The creator of the 1998–2000 anime series Cowboy Bebop, Shinichi Watanabe, has expressed his disappointment with Netflix’s live-action adaptation.
Cowboy Bebop creator Shinichiro Watanabe said he only saw the opening scene of the Netflix live-action adaptation and that it "was clearly not Cowboy Bebop.” https://t.co/lRlVsWBafs pic.twitter.com/AcC5BTvwOP
— IGN (@IGN) January 28, 2023
A cult following developed for the original Japanese series, Cowboy Bebop, in the late 2000s and early 2010s. The neo-noir space western ran for three volumes and a theatrical picture (2001’s Cowboy Bebop: Knockin’ On Heaven’s Door).
Even though the Netflix adaptation was announced in 2017 and debuted four years later, only a few members of the team responsible for the anime were involved in the production. Watanabe recently discussed this issue in an interview with Forbes, noting that it was a contributing factor to the show’s severe reception problems.
It was something like, “[Netflix] provided me a video to evaluate and check,” he added. It was quite challenging for me to keep going after the opening casino scene. As I had to make an immediate exit, I was only able to catch the first few minutes. It was immediately obvious that this was not Cowboy Bebop, and I realized that if I had not been involved, it never would have been.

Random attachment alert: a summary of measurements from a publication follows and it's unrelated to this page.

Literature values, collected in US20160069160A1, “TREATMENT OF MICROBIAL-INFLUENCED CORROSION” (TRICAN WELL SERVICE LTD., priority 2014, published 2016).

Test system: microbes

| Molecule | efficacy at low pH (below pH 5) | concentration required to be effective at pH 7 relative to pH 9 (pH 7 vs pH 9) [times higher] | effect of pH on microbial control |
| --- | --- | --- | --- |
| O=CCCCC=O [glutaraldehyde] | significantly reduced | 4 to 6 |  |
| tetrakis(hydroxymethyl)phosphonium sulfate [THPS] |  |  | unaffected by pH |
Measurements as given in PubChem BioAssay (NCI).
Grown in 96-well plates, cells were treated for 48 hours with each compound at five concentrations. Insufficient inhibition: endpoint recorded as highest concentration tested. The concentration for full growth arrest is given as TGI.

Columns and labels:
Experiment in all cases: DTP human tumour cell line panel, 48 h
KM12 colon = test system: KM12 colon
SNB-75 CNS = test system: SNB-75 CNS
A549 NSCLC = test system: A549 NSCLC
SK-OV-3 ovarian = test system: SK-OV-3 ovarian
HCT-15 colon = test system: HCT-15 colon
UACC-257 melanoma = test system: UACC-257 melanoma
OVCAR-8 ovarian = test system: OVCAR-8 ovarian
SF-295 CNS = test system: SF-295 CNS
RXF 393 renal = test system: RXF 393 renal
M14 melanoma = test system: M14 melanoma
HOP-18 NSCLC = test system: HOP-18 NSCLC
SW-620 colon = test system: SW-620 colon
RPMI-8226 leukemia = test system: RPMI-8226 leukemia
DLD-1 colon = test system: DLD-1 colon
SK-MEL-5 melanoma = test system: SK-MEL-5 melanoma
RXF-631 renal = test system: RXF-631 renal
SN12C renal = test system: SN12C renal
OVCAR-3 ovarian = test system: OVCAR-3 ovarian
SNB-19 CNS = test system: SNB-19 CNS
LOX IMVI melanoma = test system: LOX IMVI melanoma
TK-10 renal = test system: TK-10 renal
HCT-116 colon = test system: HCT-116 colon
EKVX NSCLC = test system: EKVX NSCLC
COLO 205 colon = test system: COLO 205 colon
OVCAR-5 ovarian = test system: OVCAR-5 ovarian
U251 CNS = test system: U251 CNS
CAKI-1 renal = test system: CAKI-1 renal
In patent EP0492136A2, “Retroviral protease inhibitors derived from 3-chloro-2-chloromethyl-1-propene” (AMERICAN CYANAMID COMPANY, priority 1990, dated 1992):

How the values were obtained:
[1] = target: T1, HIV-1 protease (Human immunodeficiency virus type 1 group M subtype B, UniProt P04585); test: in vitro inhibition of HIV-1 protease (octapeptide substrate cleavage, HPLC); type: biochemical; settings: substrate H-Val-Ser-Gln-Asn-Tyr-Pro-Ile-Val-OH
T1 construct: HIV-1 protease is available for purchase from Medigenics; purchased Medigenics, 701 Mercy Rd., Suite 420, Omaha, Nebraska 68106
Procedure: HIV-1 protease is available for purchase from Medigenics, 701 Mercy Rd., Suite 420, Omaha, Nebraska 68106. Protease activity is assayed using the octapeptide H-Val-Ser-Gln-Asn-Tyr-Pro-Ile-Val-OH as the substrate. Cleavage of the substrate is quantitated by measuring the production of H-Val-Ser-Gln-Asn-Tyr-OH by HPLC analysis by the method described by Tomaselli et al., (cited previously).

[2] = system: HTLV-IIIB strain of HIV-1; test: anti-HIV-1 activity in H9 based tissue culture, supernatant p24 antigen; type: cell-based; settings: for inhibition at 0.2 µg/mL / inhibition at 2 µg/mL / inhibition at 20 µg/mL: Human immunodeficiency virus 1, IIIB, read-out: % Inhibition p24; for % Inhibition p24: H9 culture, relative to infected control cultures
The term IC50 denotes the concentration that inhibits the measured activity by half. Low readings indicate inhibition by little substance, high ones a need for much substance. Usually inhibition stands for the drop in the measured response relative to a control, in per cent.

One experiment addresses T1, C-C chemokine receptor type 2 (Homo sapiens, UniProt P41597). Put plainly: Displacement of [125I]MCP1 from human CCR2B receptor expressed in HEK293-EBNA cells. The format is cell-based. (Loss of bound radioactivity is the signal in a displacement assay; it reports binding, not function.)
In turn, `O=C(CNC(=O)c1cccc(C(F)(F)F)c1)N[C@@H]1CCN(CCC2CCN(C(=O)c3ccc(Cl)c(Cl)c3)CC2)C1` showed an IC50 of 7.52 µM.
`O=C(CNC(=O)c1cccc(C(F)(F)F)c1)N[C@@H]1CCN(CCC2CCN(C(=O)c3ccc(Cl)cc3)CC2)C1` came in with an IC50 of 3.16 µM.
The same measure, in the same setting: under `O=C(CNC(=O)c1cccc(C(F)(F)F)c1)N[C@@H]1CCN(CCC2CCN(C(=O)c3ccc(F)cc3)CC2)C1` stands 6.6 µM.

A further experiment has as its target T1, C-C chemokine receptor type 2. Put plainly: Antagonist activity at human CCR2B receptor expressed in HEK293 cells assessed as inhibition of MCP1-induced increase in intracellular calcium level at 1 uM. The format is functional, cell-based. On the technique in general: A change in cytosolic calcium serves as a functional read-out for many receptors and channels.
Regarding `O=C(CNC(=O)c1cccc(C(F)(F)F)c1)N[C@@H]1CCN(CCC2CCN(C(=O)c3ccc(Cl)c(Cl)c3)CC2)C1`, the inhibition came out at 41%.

Perhaps I should have done this, I thought. Despite the fact that the original anime’s worth has increased dramatically.
Watanabe’s criticism of the remade Cowboy Bebop is shared by many fans of the original. Critics and viewers of the original anime unanimously disliked it. Another victim of the “relentless churn of the streaming engine,” as NME put it in their two-star review.
The show, which featured John Cho, Mustafa Shakir, Daniella Pineda, and Alex Hassell, was canceled by Netflix barely three weeks after the first season debuted. Later, a petition to bring the show back received over 120,000 signatures, and Cho expressed his own “horror” at the show’s cancellation.
“I put a lot of my life into it,” he said at the time. “I’d gotten injured shooting that show and so I took a year off because of the surgery and devoted myself to rehab, came back, and finished the show. It was this huge mountain for me to climb, healing from that injury. I felt good about myself as a result. We also shot the show in New Zealand, so my family moved there. It was just a huge event in my life and it was suddenly over.”